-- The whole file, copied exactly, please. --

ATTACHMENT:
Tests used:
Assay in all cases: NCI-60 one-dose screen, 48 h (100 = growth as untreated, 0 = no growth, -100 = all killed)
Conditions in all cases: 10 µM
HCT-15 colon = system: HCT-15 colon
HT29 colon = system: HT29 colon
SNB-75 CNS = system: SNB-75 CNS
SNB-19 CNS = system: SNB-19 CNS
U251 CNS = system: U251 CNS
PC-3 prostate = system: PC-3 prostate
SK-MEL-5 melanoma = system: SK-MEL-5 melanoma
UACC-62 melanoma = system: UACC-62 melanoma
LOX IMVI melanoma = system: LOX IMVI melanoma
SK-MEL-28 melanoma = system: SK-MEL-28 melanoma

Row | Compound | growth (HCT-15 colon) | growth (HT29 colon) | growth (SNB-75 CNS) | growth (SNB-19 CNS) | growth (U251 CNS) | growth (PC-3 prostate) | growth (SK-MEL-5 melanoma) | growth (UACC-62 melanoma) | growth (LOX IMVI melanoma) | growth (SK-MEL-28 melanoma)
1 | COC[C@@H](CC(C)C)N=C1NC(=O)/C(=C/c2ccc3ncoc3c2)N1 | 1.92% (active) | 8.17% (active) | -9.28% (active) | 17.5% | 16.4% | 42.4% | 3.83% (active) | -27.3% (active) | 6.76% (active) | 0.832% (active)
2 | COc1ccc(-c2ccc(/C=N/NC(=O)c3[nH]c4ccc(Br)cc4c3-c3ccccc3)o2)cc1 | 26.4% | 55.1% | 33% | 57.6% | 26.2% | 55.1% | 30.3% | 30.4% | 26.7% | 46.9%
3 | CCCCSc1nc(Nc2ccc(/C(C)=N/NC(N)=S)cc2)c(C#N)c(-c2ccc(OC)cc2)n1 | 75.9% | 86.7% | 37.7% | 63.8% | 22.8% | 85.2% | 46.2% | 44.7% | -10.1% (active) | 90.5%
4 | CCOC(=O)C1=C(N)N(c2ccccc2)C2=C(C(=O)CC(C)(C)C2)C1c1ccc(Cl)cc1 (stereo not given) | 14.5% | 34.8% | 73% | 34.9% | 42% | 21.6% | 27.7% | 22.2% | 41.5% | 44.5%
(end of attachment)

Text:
Tests used:
Assay in all cases: NCI-60 one-dose screen, 48 h (100 = growth as untreated, 0 = no growth, -100 = all killed)
Conditions in all cases: 10 µM
HCT-15 colon = system: HCT-15 colon
HT29 colon = system: HT29 colon
SNB-75 CNS = system: SNB-75 CNS
SNB-19 CNS = system: SNB-19 CNS
U251 CNS = system: U251 CNS
PC-3 prostate = system: PC-3 prostate
SK-MEL-5 melanoma = system: SK-MEL-5 melanoma
UACC-62 melanoma = system: UACC-62 melanoma
LOX IMVI melanoma = system: LOX IMVI melanoma
SK-MEL-28 melanoma = system: SK-MEL-28 melanoma

Row | Compound | growth (HCT-15 colon) | growth (HT29 colon) | growth (SNB-75 CNS) | growth (SNB-19 CNS) | growth (U251 CNS) | growth (PC-3 prostate) | growth (SK-MEL-5 melanoma) | growth (UACC-62 melanoma) | growth (LOX IMVI melanoma) | growth (SK-MEL-28 melanoma)
1 | COC[C@@H](CC(C)C)N=C1NC(=O)/C(=C/c2ccc3ncoc3c2)N1 | 1.92% (active) | 8.17% (active) | -9.28% (active) | 17.5% | 16.4% | 42.4% | 3.83% (active) | -27.3% (active) | 6.76% (active) | 0.832% (active)
2 | COc1ccc(-c2ccc(/C=N/NC(=O)c3[nH]c4ccc(Br)cc4c3-c3ccccc3)o2)cc1 | 26.4% | 55.1% | 33% | 57.6% | 26.2% | 55.1% | 30.3% | 30.4% | 26.7% | 46.9%
3 | CCCCSc1nc(Nc2ccc(/C(C)=N/NC(N)=S)cc2)c(C#N)c(-c2ccc(OC)cc2)n1 | 75.9% | 86.7% | 37.7% | 63.8% | 22.8% | 85.2% | 46.2% | 44.7% | -10.1% (active) | 90.5%
4 | CCOC(=O)C1=C(N)N(c2ccccc2)C2=C(C(=O)CC(C)(C)C2)C1c1ccc(Cl)cc1 (stereo not given) | 14.5% | 34.8% | 73% | 34.9% | 42% | 21.6% | 27.7% | 22.2% | 41.5% | 44.5%